I recently spoke to a photo club via zoom on various topics in photography, including stressing a lot about light and emotion. In my opinion, you need both for a great image. Obviously we need light in a photograph because the medium requires light to exist….’drawing or painting with light’. But what about emotion? Let’s face it, if your image has strong emotional content, it will engage the viewer and their personal feelings towards the photograph. With so much content out there right now, photographers need to create powerful images to stand out.
Emotion is easy to identify in many images. People and animals show emotion to the viewer via expression, gesture and situation. Landscape and fine art images also display emotion through graphic design and color. But have you ever really asked yourself why landscape photographers like to shoot at sunrise and sunset? You know, the light is better….but what does this exactly mean. Warm hues of sun are friendly and inviting, and many viewers will be engaged by this color palette. But some landscape photographers define their work by stark moody tones, overcast light and deep shadows. This style of imagery prompts a very different set of emotions in the viewer, and will generate a different reaction…but it still has strong emotional message. In the end we are all expressing ourselves via our work whether it is bright and sunny or dark and moody…different styles, different emotions.
But what about flash? As with daylight, flash also has a full range of emotions, but with one key difference. While I can’t control the sun, I can control my flash. Using a simple speed light gives me another way of communicating in my image, and a way to create more and different emotion. Take a look at this church shot from Norway last month. There was a break in the sky and the sun was beaming through. This harsh winter scene had a glimmer of hope and renewal thanks to the sun breaking through the clouds. But what if I wanted to create foreboding and a more ominous feeling to the image?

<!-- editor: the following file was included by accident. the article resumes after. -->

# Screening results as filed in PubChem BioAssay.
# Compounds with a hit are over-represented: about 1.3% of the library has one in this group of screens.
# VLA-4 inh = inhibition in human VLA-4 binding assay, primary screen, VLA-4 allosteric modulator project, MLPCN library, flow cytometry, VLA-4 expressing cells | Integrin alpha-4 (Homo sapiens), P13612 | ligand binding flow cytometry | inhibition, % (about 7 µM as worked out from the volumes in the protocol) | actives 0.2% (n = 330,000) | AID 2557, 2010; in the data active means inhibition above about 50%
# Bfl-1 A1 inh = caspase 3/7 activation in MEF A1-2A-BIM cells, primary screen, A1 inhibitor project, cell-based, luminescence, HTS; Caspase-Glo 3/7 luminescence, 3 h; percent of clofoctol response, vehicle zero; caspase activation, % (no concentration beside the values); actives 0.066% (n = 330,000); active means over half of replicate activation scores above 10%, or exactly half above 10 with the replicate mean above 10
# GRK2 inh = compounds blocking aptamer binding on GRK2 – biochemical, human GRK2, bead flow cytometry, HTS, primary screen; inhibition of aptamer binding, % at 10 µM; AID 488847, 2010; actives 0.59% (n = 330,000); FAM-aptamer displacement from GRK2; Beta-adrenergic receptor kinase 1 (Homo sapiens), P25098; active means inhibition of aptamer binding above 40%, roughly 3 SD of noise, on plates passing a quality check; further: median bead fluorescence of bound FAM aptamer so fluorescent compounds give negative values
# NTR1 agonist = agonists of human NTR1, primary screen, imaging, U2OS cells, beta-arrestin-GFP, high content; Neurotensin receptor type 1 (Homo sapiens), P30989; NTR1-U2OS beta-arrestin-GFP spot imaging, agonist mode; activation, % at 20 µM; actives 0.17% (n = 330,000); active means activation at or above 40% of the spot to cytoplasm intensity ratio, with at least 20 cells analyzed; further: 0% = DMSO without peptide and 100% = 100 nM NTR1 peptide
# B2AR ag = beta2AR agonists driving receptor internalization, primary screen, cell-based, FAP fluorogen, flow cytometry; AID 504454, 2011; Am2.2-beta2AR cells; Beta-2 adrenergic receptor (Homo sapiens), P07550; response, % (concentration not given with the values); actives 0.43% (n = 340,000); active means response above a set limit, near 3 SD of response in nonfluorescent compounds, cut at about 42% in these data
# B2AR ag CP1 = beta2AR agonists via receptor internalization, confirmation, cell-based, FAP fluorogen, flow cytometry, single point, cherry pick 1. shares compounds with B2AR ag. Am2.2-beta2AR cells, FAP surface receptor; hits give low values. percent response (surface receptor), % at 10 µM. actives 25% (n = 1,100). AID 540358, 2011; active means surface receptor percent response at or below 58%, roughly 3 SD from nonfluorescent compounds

Out came my speed light. First, I set my white balance to incandescent. Next, I underexposed the scene by about two stops. I put a full CTO gel over my flash to warm up the light in contrast to the dark blue scene below. Most important I didn’t diffuse the light at all….I wanted a shadow on the snow to reinforce the dark mood of this image. By using flash and changing white balance, I was able to change the mood of the image, and even increase the emotional element of the shot.
Flash is another tool in our toolbox for photographers. I use it in every type of work I do. But most importantly, it gives me another way to create emotion in my image to grab the viewers attention….